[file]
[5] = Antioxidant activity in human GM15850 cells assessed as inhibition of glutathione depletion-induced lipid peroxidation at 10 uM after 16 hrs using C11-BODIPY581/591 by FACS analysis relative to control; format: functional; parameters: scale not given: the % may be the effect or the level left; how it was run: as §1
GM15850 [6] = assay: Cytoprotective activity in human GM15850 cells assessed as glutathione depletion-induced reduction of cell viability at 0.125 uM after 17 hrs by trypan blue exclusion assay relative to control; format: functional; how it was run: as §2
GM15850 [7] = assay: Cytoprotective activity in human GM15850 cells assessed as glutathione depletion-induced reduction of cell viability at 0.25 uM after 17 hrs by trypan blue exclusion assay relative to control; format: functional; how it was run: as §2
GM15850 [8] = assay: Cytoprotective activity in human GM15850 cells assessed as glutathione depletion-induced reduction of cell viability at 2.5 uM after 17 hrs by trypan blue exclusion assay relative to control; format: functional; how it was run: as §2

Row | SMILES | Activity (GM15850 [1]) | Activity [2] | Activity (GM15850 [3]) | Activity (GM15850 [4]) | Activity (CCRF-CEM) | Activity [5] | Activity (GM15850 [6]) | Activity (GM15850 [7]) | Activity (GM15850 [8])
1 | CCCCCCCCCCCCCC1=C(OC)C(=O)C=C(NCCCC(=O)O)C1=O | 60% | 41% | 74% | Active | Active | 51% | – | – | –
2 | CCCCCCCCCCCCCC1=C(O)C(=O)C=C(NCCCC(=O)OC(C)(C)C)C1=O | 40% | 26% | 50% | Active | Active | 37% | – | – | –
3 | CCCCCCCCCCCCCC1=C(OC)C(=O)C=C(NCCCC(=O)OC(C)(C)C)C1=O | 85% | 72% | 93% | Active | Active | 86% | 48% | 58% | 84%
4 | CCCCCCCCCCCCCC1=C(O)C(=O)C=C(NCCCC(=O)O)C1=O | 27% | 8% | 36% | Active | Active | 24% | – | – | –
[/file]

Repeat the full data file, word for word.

[5] = Antioxidant activity in human GM15850 cells assessed as inhibition of glutathione depletion-induced lipid peroxidation at 10 uM after 16 hrs using C11-BODIPY581/591 by FACS analysis relative to control; format: functional; parameters: scale not given: the % may be the effect or the level left; how it was run: as §1
GM15850 [6] = assay: Cytoprotective activity in human GM15850 cells assessed as glutathione depletion-induced reduction of cell viability at 0.125 uM after 17 hrs by trypan blue exclusion assay relative to control; format: functional; how it was run: as §2
GM15850 [7] = assay: Cytoprotective activity in human GM15850 cells assessed as glutathione depletion-induced reduction of cell viability at 0.25 uM after 17 hrs by trypan blue exclusion assay relative to control; format: functional; how it was run: as §2
GM15850 [8] = assay: Cytoprotective activity in human GM15850 cells assessed as glutathione depletion-induced reduction of cell viability at 2.5 uM after 17 hrs by trypan blue exclusion assay relative to control; format: functional; how it was run: as §2

Row | SMILES | Activity (GM15850 [1]) | Activity [2] | Activity (GM15850 [3]) | Activity (GM15850 [4]) | Activity (CCRF-CEM) | Activity [5] | Activity (GM15850 [6]) | Activity (GM15850 [7]) | Activity (GM15850 [8])
1 | CCCCCCCCCCCCCC1=C(OC)C(=O)C=C(NCCCC(=O)O)C1=O | 60% | 41% | 74% | Active | Active | 51% | – | – | –
2 | CCCCCCCCCCCCCC1=C(O)C(=O)C=C(NCCCC(=O)OC(C)(C)C)C1=O | 40% | 26% | 50% | Active | Active | 37% | – | – | –
3 | CCCCCCCCCCCCCC1=C(OC)C(=O)C=C(NCCCC(=O)OC(C)(C)C)C1=O | 85% | 72% | 93% | Active | Active | 86% | 48% | 58% | 84%
4 | CCCCCCCCCCCCCC1=C(O)C(=O)C=C(NCCCC(=O)O)C1=O | 27% | 8% | 36% | Active | Active | 24% | – | – | –